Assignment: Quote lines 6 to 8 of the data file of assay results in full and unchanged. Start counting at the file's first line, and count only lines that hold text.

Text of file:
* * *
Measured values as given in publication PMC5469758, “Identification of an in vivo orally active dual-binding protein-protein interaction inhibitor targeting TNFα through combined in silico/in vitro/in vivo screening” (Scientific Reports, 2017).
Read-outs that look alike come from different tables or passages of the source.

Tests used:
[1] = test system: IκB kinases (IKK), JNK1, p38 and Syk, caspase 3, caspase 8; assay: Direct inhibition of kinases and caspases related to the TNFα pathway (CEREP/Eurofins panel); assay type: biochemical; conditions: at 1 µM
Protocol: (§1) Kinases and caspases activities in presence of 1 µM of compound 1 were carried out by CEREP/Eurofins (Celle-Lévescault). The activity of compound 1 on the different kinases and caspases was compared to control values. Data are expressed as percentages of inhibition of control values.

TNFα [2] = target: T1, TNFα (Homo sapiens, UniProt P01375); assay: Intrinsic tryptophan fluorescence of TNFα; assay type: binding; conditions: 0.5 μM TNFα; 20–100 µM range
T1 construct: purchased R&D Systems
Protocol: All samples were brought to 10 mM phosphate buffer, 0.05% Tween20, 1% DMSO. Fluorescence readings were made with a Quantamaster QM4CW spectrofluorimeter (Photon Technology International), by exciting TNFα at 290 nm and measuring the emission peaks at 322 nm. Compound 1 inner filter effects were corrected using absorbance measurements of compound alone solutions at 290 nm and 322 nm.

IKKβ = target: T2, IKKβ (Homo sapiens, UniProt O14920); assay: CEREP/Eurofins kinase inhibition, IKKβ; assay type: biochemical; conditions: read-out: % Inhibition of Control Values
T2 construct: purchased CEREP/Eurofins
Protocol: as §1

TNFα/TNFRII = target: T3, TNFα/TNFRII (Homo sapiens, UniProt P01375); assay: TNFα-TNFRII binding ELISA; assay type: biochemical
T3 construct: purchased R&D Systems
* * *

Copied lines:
TNFα [2] = target: T1, TNFα (Homo sapiens, UniProt P01375); assay: Intrinsic tryptophan fluorescence of TNFα; assay type: binding; conditions: 0.5 μM TNFα; 20–100 µM range
T1 construct: purchased R&D Systems
Protocol: All samples were brought to 10 mM phosphate buffer, 0.05% Tween20, 1% DMSO. Fluorescence readings were made with a Quantamaster QM4CW spectrofluorimeter (Photon Technology International), by exciting TNFα at 290 nm and measuring the emission peaks at 322 nm. Compound 1 inner filter effects were corrected using absorbance measurements of compound alone solutions at 290 nm and 322 nm.